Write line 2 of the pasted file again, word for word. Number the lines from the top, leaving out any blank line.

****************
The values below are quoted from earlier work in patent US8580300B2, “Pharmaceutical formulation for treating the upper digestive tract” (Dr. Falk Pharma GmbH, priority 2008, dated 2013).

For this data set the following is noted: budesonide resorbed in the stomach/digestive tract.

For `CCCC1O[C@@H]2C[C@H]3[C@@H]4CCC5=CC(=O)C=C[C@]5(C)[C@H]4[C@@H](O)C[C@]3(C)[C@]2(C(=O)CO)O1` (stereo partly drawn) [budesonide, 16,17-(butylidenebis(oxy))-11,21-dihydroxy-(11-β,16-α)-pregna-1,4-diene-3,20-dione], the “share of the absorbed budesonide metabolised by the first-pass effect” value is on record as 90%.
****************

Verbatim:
For this data set the following is noted: budesonide resorbed in the stomach/digestive tract.